What are the chances of my arm, that hasn’t move at all after a hemorrhagic stroke, getting better? I’ve been doing exercises on and off for 5 years and I occasionally fell for lack of balance.
I was told that I have a three-month window from the date I had the stroke for improvement to happen. Is that the standard now?
Concerned in Dallas
Most occupational therapists who were recently trained starting about five years ago and later don’t say that phrase anymore about windows for improvement. The reason? It’s not necessarily true.
Some people improve constantly whereas others, no matter what they do, improve slowly or, at some future point, stop improving. Putting a very narrow, spoken timeline for improvement is just harsh and takes away the motivation to improve. That’s why a common saying is, Don’t give up!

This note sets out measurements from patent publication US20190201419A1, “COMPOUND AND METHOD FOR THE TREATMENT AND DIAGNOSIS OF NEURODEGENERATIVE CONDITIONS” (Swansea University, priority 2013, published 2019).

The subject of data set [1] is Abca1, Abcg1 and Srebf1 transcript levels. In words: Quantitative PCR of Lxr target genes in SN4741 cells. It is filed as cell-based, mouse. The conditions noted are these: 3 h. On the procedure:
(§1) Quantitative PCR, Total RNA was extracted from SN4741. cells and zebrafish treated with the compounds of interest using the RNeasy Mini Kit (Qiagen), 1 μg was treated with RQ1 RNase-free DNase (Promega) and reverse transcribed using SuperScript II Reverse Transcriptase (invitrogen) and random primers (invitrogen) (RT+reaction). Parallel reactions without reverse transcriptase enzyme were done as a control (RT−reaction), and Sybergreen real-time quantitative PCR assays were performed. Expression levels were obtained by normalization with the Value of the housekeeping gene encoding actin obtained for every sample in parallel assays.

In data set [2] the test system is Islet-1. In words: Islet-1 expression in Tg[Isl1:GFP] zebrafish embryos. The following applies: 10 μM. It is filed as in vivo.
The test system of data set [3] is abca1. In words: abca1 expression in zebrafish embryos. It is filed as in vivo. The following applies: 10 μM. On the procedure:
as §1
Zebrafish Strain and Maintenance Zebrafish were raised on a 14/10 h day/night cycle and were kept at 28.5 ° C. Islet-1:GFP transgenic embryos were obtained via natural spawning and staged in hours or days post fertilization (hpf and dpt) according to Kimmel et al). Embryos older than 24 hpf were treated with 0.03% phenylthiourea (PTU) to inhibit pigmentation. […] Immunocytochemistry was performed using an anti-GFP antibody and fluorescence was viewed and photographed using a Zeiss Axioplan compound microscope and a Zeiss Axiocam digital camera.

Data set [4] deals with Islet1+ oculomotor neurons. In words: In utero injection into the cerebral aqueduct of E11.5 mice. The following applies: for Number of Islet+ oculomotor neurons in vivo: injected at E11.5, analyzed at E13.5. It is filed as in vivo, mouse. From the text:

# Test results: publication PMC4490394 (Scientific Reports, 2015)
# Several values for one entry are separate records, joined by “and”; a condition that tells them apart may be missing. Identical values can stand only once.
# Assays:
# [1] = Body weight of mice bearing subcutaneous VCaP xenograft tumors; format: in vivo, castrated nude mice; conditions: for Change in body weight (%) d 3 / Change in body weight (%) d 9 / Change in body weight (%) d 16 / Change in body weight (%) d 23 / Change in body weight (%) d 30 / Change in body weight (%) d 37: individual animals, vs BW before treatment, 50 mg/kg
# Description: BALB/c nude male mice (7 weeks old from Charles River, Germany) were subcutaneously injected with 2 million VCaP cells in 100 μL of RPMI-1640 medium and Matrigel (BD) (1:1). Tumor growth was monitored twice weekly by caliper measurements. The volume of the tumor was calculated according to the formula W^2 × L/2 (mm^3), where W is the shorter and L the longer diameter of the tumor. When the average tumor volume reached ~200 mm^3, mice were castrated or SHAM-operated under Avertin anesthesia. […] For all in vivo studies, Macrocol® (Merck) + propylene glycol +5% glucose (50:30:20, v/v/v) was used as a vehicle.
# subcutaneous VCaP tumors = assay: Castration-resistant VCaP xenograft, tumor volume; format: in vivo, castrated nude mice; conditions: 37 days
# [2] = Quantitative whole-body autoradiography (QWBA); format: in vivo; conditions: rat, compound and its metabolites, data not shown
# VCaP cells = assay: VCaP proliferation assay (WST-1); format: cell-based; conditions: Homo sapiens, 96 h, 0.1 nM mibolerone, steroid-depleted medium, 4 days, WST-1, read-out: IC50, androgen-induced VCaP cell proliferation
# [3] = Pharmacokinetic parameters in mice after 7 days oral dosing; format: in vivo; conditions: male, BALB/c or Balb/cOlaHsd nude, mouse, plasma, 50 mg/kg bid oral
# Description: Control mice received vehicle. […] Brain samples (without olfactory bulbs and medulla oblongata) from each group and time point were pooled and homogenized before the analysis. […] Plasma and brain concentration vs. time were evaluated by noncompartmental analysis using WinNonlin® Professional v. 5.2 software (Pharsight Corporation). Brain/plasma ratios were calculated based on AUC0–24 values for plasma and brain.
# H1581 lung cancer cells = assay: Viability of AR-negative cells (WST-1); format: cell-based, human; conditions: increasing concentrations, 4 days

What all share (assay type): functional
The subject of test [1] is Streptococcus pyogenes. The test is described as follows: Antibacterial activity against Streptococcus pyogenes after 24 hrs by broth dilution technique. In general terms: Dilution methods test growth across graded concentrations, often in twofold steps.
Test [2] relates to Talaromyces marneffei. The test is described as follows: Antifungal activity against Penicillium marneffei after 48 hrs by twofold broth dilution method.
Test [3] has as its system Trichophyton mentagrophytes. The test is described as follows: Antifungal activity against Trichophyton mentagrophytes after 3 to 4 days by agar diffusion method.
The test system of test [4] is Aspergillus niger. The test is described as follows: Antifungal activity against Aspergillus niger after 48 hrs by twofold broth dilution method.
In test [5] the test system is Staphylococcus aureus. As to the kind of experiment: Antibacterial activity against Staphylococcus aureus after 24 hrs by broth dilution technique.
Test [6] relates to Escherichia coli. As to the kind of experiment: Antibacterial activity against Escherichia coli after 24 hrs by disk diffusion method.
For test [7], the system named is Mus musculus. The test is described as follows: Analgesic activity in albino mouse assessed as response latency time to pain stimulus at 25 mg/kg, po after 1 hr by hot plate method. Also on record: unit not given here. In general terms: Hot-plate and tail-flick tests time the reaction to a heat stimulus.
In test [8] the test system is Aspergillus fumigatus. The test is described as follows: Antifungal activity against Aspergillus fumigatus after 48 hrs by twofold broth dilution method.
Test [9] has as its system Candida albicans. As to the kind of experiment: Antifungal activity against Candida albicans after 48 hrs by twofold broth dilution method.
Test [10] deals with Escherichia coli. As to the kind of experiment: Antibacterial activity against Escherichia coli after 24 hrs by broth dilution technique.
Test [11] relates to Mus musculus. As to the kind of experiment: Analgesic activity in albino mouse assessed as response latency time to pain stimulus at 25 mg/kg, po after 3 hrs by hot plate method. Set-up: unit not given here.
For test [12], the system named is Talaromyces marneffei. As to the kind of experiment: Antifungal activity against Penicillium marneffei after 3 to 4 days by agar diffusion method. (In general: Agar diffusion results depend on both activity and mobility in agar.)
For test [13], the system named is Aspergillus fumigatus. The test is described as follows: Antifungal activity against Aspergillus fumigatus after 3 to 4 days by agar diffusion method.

Falling in the biggest barrier for improvement. Aside from getting the initial shock, falling takes people back a step or two. Then people try again with a few days rest but, for example, they aren’t where they were a month ago.
The most important thing you said: “I’ve been doing exercises on and off for 5 years.” Keep doing the exercises that have been given to you constantly as long as you have zero chance of falling. Consistency will sometimes pay off! Or maybe you’re at that point where improvement has stopped.
If you have insurance, or can afford to pay out-of-pocket, see an Occupational Therapist (OT) another time. Maybe there are exercises you haven’t tried yet. If it’s possible, I found that a variety of OTs can have a different spin on the same function.
Time will tell.
Brought to you by Strokefocus and one of its associations, Northwest Brain Network